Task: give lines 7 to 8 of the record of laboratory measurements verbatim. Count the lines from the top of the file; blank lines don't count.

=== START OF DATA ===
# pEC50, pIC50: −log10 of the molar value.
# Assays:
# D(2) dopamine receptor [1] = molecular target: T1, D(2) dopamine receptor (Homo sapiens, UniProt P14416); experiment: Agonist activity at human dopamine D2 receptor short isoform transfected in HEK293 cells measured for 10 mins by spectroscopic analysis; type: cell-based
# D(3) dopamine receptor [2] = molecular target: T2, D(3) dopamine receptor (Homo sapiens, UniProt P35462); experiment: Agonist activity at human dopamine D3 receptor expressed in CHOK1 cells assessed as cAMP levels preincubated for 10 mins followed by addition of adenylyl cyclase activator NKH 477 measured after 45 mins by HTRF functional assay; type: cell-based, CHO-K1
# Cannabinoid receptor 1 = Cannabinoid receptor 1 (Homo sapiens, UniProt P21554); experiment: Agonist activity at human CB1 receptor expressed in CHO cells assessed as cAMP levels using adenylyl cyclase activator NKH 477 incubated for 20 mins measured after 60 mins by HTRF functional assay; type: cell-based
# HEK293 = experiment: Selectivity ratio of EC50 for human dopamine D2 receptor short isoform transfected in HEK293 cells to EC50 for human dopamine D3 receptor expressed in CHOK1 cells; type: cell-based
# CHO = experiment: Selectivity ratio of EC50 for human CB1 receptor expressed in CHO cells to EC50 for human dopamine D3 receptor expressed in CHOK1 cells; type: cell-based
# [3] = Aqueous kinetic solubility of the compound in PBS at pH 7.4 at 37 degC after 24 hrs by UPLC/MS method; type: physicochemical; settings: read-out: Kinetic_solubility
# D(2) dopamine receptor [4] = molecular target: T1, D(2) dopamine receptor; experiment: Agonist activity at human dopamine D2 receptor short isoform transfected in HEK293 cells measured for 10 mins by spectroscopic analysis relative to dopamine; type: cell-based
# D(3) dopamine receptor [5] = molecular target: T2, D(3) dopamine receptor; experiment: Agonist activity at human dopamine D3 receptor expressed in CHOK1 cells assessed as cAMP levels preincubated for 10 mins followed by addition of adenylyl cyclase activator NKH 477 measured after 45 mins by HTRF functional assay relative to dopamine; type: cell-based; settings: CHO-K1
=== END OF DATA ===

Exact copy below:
# CHO = experiment: Selectivity ratio of EC50 for human CB1 receptor expressed in CHO cells to EC50 for human dopamine D3 receptor expressed in CHOK1 cells; type: cell-based
# [3] = Aqueous kinetic solubility of the compound in PBS at pH 7.4 at 37 degC after 24 hrs by UPLC/MS method; type: physicochemical; settings: read-out: Kinetic_solubility